When the 2023-24 season ended, the Nets seemed stuck — mired in something less than mediocrity, without much hope that things could get better anytime soon. As the offseason gets underway, though, Brooklyn’s clawed back at least a sliver of that sort of hope. That’s not nothing.

LOSER, ALMOST CERTAINLY: The Current and Near-Future Brooklyn Nets

It’s also not much.

The 2024-25 Nets will likely be one of the NBA’s worst teams, and the 2025-26 model might not be much better. There’s a light at the end of the tunnel; sometimes, though, that brightness is attached to a freight train barreling down the tracks and ready to absolutely flatten you.

ENGAGED IN A DANGEROUS GAME OF CAT-AND-MOUSE, IN WHICH WINNING AND LOSING CAN BE DIFFICULT TO DISCERN: Houston and Phoenix

The Rockets know how valuable it can be to have control over a flailing team’s draft assets; look no further than Wednesday night, when they drafted Kentucky guard Reed Sheppard third overall with a pick that would’ve been Brooklyn’s had it not been for the Rockets exercising the swap rights they got in the Harden deal.

When Brooklyn came calling about getting its picks back, though, Houston obliged … because it meant getting Phoenix’s 2027 first-rounder, plus swap-rights control over Phoenix’s firsts in 2025 and 2029, when the Rockets will get the two best picks from among their own, Dallas’ and Phoenix’s.

The Rockets, then, are betting on things falling apart in Phoenix, and on the resultant disappointment/dysfunction enabling them to nab more top draft picks like the No. 3 selection they just got from Brooklyn. Or to sell the Suns’ setting future off to another would-be vulture in exchange for players who might better help a Houston team that just finished .500 continue to improve in the more immediate term. Or, if things get really bad, try to use the Suns’ own picks to entice them to send one of their superstars to Texas.

The Suns, for their part, dismissed all that as preposterous …

… and made a nice move of their own, dropping from No. 22 to No. 28, grabbing ready-made big defensive wing Dunn, and replenishing their coffers with some more second-round picks that could be exceptionally valuable for a high-priced Suns team hampered by the apron’s restrictions on roster construction.

The Suns are betting on themselves. The Rockets are betting they’re going to go bust. One of them’s going to be right, and the rest of us get to watch the sparks fly when we find out which one it is.

What you’re looking for near the top of the NBA Draft is a prospect who knows exactly who he is. That’s why it struck me as a very good sign that UConn guard Stephon Castle attended the draft with an iced-out castle around his neck. I mean, it’s pretty hard to top turning your last name into huge, cool, expensive jewelry. That’s a little thing called “knowledge of self.”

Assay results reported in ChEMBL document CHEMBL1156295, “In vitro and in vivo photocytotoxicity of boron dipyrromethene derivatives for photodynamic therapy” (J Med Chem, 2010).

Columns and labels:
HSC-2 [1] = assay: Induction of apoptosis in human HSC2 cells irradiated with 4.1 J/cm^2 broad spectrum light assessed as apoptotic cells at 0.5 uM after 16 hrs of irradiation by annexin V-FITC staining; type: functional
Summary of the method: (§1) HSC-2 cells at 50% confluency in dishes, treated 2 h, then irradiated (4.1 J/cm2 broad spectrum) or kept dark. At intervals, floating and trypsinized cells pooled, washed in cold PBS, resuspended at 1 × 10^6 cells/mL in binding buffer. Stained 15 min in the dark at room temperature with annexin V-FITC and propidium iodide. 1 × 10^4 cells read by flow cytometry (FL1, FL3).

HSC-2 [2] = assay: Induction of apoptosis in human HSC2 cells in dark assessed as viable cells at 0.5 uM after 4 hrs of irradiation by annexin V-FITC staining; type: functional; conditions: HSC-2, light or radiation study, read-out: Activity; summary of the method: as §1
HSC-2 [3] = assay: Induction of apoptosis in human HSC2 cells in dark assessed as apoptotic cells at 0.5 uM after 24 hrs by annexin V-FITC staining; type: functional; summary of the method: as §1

… with the understanding that Castle has a lot of work to do on the jumper that connected just 26.7% of the time from 3-point range in his lone season in Storrs, I’m pretty into the idea of putting a 6-foot-6, 210-pound defensive ace at the point of attack in front of Wembanyama, with Jeremy Sochan and Devin Vassell alongside them.

As bad as San Antonio was last season, the Spurs allowed just 109.4 points per 100 possessions with Wembanyama, Sochan and Vassell on the floor together, according to Cleaning the Glass; that would’ve been the second-stingiest mark in the NBA over the course of the full season. Toss Castle into the mix, and this has a chance to be a significantly improved defensive team in relatively short order … and, after moving the pick that turned into Kentucky’s Dillingham to the Wolves in exchange for control over Minnesota’s 2030 and 2031 firsts, one that’s going to have tons of flexibility to retool the roster around its transformational superstar big man as he moves through his prime.

A five-star prospect and top-five recruit in his high school class, Holland profiled as a potential top pick in the 2024 draft when he decommitted from Texas and signed with G-League Ignite. But after a disastrous turn for the developmental program in what wound up being Ignite’s final season, it seemed like the 6-foot-8 swingman — who averaged 18.5 points, 6.7 rebounds, 2.8 assists and 2.1 steals in 30.3 minutes per game for Ignite — had slipped in the estimation of draft evaluators. (In her final mock draft on Wednesday, our Krysten Peek had him going 11th.)